shall we bring to bear upon the affections. Here we arrive at the energy of faith. Truth believed operates upon the emotions and passions, and so upon the Avill and its acts. The force of genuine belief is obvious and universally acknowledged. This force will be in proportion to the strength of the persuasion. A wavering confidence will scarcely stir the heart, but let it swell like a torrent, and it will carry all before
EFFECTUAL WORKI G OF FAITH. 249 it. Hence faitli works mightily in them that believe, to produce the other graces. Slight views of Christ's atonement and of the future glory which it purchases, may give a man cold and doubtful expectations ; but let him be persuaded that these things are as real as his own existence, and straightway he rejoices in hope of the glory of God. Here is faith engendering hope. Faint apprehensions of the love of God in Christ may leave the heart void of corresponding affections, but let the full excellency of the benignant dying Kedeemer overpower the soul, and it is dissolved in tender attachment. Here is faith working by love. The same is true of all these ever busy emotions, which, like a ceaseless sea, forever fluctuate in the soul of man. Faith rises over these waves of feeling and commands them. The cordial belief of unseen things makes the heart's pulses play with new animation. And then these mo^dng powers give animation to the whole Christian life. The main spring of all, however, still is " the word of God, which effectually worketh also in you that believe." Study the terms of the text, and you will 11*
250 EFFECTUAL WORKI G OF FAITH. recognize that form of expression wMcli indi-
cates an action now in progress, actually going on at the moment, and always going on ; a regular and constant operation of this great principle, to which all things in religion are due. It " effectually worketh," or puts forth its energizing and transforming virtue, now and at all times. The work of truth and faith in the soul is a continual progress. Growth in grace is growth in the knowledge of our Lord and Saviour Jesus Christ. As knowledge of the truth is gradual, by continual fresh apprehensions of Christian doctrine by the intellect, so faith which takes up and employs this knowledge goes on from step to step. Mere knowledge may increase, indefinitely, without saving effect ; here there is no energy, no renewal ; but knowledge believed and appropriated spiritually, diffuses its illumination through the entire nature. Knowledge resting in the understanding gives a certain light, which may be compared to the taper, confined within the sides of the lanthorn, on which, nevertheless, it works no change. But knowledge transformed to faith, is like the mass of crystal which the artificer brings from the fur-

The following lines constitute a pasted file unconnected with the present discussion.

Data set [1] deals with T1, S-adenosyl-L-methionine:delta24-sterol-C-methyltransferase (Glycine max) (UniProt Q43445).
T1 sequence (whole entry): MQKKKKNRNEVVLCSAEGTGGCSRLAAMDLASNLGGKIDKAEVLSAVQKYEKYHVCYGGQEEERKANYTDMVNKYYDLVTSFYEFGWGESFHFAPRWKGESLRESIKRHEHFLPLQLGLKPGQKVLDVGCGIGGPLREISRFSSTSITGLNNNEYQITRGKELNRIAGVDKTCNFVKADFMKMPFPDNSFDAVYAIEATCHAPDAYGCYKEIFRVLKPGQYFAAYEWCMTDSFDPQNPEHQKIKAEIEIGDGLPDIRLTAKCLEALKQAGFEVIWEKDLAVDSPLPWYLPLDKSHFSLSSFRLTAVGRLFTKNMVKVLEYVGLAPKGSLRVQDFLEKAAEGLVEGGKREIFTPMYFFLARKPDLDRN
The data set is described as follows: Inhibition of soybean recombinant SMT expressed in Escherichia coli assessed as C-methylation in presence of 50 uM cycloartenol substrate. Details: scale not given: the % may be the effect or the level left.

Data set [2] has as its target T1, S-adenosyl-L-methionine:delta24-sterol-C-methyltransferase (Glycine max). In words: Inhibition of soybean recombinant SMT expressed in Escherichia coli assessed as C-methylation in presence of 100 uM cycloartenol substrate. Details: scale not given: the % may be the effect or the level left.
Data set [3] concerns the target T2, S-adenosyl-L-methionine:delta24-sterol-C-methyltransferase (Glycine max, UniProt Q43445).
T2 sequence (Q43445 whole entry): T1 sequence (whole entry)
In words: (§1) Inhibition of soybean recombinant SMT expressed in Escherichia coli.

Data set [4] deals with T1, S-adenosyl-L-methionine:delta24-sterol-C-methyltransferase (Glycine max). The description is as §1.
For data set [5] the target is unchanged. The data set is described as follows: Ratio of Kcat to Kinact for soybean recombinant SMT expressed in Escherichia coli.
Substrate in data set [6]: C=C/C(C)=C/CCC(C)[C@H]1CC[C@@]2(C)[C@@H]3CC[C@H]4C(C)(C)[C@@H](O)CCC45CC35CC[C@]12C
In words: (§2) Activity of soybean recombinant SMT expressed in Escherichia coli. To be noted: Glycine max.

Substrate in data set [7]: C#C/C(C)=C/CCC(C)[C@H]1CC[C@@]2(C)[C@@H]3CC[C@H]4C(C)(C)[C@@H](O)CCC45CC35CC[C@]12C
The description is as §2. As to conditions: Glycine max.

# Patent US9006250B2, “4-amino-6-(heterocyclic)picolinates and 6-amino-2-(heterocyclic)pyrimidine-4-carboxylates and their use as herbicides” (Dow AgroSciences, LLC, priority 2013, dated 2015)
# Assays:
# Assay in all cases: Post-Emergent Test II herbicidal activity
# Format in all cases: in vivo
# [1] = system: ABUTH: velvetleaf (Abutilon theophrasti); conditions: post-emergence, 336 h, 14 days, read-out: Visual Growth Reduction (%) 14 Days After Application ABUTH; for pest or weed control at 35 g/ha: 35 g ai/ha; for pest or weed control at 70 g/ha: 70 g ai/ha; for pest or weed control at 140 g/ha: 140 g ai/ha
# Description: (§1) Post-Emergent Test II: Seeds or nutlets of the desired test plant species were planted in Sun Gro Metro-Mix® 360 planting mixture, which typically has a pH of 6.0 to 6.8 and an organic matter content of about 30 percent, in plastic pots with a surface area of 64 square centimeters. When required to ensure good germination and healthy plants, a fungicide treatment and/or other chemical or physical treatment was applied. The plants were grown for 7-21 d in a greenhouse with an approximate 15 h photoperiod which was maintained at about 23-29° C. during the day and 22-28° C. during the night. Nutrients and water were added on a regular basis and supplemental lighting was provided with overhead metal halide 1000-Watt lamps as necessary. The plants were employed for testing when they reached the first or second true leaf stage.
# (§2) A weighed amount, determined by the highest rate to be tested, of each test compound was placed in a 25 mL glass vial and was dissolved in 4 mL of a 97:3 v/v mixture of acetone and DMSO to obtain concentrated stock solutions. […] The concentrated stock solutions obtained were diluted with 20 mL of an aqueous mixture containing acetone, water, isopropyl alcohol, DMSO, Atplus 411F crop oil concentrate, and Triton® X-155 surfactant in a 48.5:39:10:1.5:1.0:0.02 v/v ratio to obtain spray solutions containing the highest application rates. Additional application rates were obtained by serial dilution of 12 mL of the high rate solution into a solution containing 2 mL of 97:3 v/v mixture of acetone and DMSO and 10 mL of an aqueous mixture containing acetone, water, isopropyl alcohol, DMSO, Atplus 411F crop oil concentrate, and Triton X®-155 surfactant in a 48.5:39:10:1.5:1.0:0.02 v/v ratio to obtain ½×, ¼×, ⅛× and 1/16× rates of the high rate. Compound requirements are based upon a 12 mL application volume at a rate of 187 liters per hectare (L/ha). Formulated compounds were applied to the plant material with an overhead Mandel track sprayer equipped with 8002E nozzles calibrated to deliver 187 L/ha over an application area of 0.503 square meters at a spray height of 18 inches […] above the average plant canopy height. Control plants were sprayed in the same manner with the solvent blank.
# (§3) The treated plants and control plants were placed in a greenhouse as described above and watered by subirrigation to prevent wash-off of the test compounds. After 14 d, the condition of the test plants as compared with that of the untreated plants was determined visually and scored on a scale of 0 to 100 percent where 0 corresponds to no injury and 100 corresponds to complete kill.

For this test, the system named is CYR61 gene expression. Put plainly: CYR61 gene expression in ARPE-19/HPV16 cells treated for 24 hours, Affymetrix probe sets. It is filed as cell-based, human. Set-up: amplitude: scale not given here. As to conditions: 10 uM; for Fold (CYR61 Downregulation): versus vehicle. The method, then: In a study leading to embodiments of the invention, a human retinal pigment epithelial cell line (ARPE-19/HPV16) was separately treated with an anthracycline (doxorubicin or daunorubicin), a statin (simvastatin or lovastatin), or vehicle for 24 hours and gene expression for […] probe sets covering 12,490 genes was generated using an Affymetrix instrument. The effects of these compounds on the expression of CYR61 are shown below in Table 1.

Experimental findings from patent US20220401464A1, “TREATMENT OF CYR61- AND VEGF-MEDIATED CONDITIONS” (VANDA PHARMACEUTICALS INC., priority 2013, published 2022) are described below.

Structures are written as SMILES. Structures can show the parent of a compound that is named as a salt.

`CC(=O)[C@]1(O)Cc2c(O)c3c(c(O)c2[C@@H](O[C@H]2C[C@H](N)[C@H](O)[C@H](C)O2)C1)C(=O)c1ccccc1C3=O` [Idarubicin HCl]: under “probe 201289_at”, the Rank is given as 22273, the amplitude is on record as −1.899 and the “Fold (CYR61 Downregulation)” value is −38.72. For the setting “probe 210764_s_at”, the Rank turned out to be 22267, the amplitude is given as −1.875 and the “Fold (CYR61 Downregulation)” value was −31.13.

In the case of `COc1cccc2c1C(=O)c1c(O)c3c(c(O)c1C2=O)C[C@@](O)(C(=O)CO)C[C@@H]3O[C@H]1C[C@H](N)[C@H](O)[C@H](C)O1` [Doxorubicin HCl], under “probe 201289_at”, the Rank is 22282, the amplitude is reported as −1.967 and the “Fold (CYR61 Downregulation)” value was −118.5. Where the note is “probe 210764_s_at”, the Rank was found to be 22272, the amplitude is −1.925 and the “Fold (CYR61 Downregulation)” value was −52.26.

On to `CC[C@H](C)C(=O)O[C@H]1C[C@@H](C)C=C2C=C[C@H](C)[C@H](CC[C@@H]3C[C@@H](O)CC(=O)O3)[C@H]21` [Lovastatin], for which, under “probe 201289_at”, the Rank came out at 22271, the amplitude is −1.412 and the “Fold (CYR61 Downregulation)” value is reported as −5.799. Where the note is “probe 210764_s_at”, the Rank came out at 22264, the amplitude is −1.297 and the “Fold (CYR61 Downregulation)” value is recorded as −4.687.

EFFECTUAL WORKI G OF FAITH. 251 nace of the glasshouse, a molten globe of fire, all luminous, in every particle, all pervaded by the principle of light. Our progress is real, when there is advance in faith, corresponding to the advance in knowledge. And this may be going on during all our Christian coui-se. Every perusal of the Scriptures, every hearing of the preached "Word, should make us stronger and happier Christians, by the energy of faith within. And this is most likely to be the case, when we look away most from the particular instrumentality, and regard the divine authoritative source. So was it with the Thessalonians, to whom Paul says : " For this cause also thank we God without ceasing, because when ye received the Word of God which ye heard of us, ye received it not as the word of men, but as it is in truth the Word of God, which effectu-
ally worketh also in you that believe." And here we close what may be considered the doctrinal part of this discussion. A few words of application may be allowed. What is the grand defect of our popular Christianity, in this busy, bustling city ? It is want, of faith. Let me apply the question in